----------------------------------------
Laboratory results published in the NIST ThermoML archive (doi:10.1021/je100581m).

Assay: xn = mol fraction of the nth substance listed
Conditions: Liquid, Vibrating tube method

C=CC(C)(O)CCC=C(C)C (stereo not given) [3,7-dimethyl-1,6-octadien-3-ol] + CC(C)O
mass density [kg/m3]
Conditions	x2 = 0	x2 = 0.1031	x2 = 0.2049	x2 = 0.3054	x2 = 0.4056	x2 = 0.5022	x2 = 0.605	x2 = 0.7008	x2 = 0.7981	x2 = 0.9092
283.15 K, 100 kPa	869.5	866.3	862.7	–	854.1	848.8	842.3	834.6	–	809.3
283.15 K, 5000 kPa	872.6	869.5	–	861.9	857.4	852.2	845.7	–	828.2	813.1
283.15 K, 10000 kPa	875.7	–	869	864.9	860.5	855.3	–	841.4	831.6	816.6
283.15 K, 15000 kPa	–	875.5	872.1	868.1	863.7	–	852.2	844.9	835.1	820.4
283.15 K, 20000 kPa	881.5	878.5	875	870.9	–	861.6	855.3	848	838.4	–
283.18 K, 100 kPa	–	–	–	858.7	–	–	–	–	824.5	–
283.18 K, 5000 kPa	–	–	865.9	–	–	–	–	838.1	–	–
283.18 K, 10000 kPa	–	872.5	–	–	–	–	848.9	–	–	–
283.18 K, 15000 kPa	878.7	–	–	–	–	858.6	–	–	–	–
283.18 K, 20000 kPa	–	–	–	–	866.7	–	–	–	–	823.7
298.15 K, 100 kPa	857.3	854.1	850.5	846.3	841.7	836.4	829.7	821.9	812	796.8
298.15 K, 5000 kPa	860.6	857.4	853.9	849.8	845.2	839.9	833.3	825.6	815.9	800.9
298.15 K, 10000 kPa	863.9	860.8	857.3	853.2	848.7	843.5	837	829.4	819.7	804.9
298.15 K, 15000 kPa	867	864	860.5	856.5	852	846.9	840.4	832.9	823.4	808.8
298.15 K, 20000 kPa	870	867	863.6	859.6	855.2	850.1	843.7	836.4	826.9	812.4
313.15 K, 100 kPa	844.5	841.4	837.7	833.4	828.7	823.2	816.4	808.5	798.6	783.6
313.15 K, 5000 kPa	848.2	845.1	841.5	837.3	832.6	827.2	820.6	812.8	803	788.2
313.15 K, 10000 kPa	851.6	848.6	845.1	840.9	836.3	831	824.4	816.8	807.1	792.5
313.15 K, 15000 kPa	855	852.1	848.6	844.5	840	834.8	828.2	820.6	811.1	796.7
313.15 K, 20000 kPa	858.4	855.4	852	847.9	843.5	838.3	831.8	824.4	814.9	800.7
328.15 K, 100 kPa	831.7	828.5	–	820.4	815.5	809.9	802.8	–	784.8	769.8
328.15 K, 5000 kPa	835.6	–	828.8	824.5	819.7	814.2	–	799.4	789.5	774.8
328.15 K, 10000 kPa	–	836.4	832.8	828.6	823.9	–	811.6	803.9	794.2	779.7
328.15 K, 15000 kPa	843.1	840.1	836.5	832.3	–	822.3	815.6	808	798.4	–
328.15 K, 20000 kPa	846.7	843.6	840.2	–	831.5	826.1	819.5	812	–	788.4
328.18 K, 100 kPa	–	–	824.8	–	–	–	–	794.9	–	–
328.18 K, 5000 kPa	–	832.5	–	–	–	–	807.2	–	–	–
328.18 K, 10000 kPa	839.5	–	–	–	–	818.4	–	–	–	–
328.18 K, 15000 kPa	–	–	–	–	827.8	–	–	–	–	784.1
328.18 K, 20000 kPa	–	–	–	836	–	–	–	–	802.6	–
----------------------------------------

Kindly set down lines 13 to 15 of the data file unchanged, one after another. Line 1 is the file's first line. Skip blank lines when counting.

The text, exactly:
283.18 K, 5000 kPa	–	–	865.9	–	–	–	–	838.1	–	–
283.18 K, 10000 kPa	–	872.5	–	–	–	–	848.9	–	–	–
283.18 K, 15000 kPa	878.7	–	–	–	–	858.6	–	–	–	–